A book review is not always literary criticism by definition, and vice versa. The aim is to catch a reader's attention and pique their curiosity.

CBS: Do you have a particular genre that you lean towards, and if so, why? Also, do you see any trends that you're not attracted to right now?

RA: If any, contemporary fiction is the genre I am most drawn to. Contemporary poetry as well. It feels most relevant. Of the fiction and poetry I spend most of my time reading, it is commentary on the current world. I wish I were more interested in reading the classics. Those seem to be reserved for English class, though, and for the time being, that is where I will leave them. Those were commentary of the world they were written in, and it's interesting to see how that relates to the present. Of what I've read that wasn't first published within my lifetime, I love Fitzgerald the most. The Great Gatsby is one of my favorite books. Regarding Salinger, Nine Stories was far better than Catcher in the Rye. I'd like to read as much Steinbeck as possible.

I'm not attracted to the YA Paranormal trend at all. It takes skill to write any kind of book, but these strike me as formulaic, an equation. They have their own section at Barnes & Noble. I read the Twilight saga, and enjoyed them, but that's about all I can manage.

CBS: You are more on top of the latest book news than a lot of writers I know. How do you stay current? Where are you getting your book news?

RA: Twitter. Nearly every writer is on Twitter, retweeting their friends and publishers. It circulates. There's a large community there. It's nearly as big as the Justin Bieber fandom. I know how big that is because many of those accounts follow me. It's the hair.

CBS: What do you think about the popularity of young adult books right now? Does it annoy you that so many adults read them?

RA: As I wrote above, I got my start reviewing YA and conversing with other YA readers and writers. I was a shy little boy reading books about girls and their friends and their crushes. I wanted to laugh. I wanted a distraction. I still want these things, but I reached a point where I wasn't getting them. Within any genre, there is a formula, which will ensure success but not always satisfaction. I'm sure there are exceptions within both the Paranormal genre and the entire Young Adult genre, but I wanted to move on. It doesn't annoy me at all that adults are reading YA.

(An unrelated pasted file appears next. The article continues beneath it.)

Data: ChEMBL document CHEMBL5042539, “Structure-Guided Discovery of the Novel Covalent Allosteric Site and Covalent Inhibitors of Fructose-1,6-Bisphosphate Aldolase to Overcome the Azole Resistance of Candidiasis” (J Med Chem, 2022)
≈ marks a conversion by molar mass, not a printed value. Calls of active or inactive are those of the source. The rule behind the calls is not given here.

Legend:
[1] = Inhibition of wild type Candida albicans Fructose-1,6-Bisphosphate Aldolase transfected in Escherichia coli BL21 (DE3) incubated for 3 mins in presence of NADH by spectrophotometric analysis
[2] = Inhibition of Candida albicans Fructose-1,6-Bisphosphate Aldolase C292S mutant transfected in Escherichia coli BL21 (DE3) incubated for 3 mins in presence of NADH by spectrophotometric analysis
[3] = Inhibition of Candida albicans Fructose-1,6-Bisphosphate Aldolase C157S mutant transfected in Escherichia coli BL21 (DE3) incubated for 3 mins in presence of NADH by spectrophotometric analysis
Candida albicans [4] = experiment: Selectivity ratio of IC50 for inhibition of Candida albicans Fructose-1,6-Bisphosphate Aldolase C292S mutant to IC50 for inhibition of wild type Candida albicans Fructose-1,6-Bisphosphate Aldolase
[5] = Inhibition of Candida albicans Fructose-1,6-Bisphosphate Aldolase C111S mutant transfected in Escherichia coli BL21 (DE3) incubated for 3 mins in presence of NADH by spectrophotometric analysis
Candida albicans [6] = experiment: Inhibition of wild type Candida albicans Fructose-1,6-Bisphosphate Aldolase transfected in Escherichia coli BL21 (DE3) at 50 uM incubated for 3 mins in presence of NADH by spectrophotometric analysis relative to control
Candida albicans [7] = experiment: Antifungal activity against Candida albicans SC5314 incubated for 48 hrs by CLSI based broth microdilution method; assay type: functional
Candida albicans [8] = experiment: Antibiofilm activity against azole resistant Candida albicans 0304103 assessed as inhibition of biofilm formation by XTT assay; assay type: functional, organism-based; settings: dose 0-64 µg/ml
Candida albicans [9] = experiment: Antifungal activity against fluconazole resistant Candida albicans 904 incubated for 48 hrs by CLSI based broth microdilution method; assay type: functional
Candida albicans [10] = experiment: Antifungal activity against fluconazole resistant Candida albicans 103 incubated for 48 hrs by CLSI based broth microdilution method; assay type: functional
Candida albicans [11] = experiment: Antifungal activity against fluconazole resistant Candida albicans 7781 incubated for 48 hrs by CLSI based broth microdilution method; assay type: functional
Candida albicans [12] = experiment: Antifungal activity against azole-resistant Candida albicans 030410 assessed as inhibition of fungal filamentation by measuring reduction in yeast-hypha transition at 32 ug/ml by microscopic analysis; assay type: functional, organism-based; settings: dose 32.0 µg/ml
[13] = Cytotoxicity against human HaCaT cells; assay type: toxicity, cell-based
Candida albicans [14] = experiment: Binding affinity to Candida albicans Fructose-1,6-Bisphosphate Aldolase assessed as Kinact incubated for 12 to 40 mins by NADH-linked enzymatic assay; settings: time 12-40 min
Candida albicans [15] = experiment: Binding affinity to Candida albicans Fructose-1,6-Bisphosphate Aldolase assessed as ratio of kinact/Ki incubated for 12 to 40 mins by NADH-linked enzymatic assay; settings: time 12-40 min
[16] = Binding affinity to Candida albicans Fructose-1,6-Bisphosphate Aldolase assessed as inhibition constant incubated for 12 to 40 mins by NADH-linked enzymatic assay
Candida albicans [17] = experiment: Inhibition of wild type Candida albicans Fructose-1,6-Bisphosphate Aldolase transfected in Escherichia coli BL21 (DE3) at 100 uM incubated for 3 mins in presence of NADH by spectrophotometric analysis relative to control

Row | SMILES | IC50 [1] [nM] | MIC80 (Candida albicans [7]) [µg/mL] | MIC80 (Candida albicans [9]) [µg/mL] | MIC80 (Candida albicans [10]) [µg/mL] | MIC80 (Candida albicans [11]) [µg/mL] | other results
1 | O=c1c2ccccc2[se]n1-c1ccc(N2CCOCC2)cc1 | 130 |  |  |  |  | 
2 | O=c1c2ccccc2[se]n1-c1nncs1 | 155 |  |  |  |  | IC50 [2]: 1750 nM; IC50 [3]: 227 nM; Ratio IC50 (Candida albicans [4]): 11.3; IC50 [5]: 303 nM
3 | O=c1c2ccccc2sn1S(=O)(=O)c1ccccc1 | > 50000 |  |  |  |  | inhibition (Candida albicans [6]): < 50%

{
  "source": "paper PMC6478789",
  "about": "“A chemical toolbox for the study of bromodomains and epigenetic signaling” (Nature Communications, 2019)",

If a writer is writing YA, that doesn't mean they are trapped in their teenage years reliving endless trauma. If a reader is reading YA, it doesn't mean they're still stuck leaning against their shoddy school locker watching their future husband kiss the wrong girl. I'm glad people are reading at all. Many Young Adult books are so brilliant that they put a stop to the isolation of adolescence, or contribute to the end. Being a teenager is lonely. Being any age is lonely. A book should pull the reader and writer out of this, and YA does just as much as Fiction. There's a time and place for both.

CBS: Tell us about your reading and your book buying habits. Where do you buy books and when do you read?

RA: I rarely buy books. I was in Philadelphia not too long ago and bought a few books at a tiny shop, but that was the first time in weeks. If I go to a book signing and don't have a review copy, I'll buy one. For a few years, I spent all of my parents' money on books, and I have nearly 100 that I still haven't gotten to. Now, though, I spend my own money taking trains into Boston so I can meet the writers of these books I'm loving and hug them, give them a weak handshake.

I would love to say that I only shop at independent bookstores, but that wouldn't be true. I wake up at 5 every morning and, if I don't have a test to study for or other assignments to finish, I make a pot of coffee and read.

CBS: About your future Brad Listi says, "Sky's the limit for him. I think he could have a great career in publishing, whether as a writer or a critic or an editor, or all of the above. He's still quite young, so I imagine he'll be sorting it out in the years to come. And whichever direction he chooses to go, I expect he'll do well." So what do you think? Will you become the next Michiko Kakutani, or the next Jonathan Franzen?

RA: I couldn't tell you. Both? I've read that Jonathan Franzen is not very fond of Michiko Kakutani, but maybe I'll be an unhealthy balance of the two. I just want to keep reviewing and having places to review. I'd like to publish a novel. I'd like to make readers laugh and cry within a single paragraph/stanza. I'll be applying to colleges this coming fall/winter. I think this is leading to the rest of my life. My foot is in the door, right? I'd like to get a leg in before my next birthday.

CBS: What do your parents think of all this? What do your friends think?

RA: I kept my blog a secret for the first year or two. I remember telling a friend of mine in Biology freshman year that I had a blog, and showing it to her, and feeling protective. When my mother took me to a Caroline Leavitt signing in Waltham last year, she talked about me briefly during her reading, which is still one of the best moments of my brief life. Before that night, I hadn't told her much about my reviewing, but she wanted to know more.

After the Publishers Weekly interview went up and I began reviewing for The Nervous Breakdown, it became more public. It's probable that my friends have always read my blog but didn't tell me, because they knew it would affect my approach. I eased into it. My mother tells every person she meets. My friends follow in silence. Again, my good fortune never ceases to amaze me.

CBS: What are you reading right now?

RA: I'm reading Hystera by Leora Skolkin-Smith. I'm making my way through it slowly because I know there's a lot there, within each line, and I want to be attentive to every opportunity. Caroline Leavitt sent her my way, too, actually. Next is Samuel Amadon's new collection. After, Diane Keaton's memoir. I will likely read other things between. Slowly but surely, I will do it. That's the plan, at least.